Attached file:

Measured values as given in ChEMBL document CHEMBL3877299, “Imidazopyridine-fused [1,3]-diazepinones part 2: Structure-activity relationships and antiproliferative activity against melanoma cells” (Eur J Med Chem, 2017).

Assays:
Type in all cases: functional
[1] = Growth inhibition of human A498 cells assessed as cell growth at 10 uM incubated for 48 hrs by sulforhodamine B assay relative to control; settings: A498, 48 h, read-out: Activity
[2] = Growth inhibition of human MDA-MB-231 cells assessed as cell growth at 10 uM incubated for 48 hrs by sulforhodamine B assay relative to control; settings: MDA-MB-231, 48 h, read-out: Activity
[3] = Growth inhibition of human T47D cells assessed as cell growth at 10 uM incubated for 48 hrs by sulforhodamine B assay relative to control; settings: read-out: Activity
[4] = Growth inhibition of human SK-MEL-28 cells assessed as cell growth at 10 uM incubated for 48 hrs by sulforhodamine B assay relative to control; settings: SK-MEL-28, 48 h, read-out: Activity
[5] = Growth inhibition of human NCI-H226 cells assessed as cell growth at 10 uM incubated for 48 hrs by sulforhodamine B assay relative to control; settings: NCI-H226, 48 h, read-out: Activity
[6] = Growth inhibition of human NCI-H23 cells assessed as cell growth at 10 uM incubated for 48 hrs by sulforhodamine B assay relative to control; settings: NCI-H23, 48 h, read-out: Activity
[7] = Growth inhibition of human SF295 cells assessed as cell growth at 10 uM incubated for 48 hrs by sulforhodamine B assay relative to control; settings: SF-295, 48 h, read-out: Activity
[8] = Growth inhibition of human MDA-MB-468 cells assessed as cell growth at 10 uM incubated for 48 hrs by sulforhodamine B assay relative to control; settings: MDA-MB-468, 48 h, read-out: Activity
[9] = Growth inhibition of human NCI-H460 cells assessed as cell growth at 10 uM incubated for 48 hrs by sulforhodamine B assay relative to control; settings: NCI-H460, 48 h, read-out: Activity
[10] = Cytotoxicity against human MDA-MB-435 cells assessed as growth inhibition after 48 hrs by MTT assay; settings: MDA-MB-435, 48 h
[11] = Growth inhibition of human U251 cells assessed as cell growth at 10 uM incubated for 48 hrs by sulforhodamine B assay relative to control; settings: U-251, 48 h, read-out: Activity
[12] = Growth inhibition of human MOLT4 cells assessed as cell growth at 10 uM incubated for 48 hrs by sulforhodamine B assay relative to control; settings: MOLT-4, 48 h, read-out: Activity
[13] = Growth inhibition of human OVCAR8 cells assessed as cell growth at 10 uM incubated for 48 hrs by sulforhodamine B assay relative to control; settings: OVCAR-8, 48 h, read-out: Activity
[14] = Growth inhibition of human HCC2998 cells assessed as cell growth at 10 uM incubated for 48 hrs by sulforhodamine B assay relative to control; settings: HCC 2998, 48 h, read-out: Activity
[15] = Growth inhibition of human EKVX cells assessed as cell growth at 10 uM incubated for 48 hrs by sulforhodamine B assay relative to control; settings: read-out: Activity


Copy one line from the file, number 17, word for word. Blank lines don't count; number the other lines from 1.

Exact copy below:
[14] = Growth inhibition of human HCC2998 cells assessed as cell growth at 10 uM incubated for 48 hrs by sulforhodamine B assay relative to control; settings: HCC 2998, 48 h, read-out: Activity